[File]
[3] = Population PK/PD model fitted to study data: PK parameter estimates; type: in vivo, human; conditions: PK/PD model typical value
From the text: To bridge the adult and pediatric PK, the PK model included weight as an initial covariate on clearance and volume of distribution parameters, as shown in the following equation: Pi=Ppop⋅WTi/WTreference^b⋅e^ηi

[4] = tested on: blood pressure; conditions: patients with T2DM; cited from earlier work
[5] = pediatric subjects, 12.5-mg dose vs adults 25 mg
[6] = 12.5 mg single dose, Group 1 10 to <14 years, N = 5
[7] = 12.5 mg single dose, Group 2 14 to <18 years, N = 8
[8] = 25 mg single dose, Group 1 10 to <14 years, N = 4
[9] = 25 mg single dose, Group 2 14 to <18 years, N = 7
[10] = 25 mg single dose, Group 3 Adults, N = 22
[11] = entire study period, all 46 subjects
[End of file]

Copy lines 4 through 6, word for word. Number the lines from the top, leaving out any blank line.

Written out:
[5] = pediatric subjects, 12.5-mg dose vs adults 25 mg
[6] = 12.5 mg single dose, Group 1 10 to <14 years, N = 5
[7] = 12.5 mg single dose, Group 2 14 to <18 years, N = 8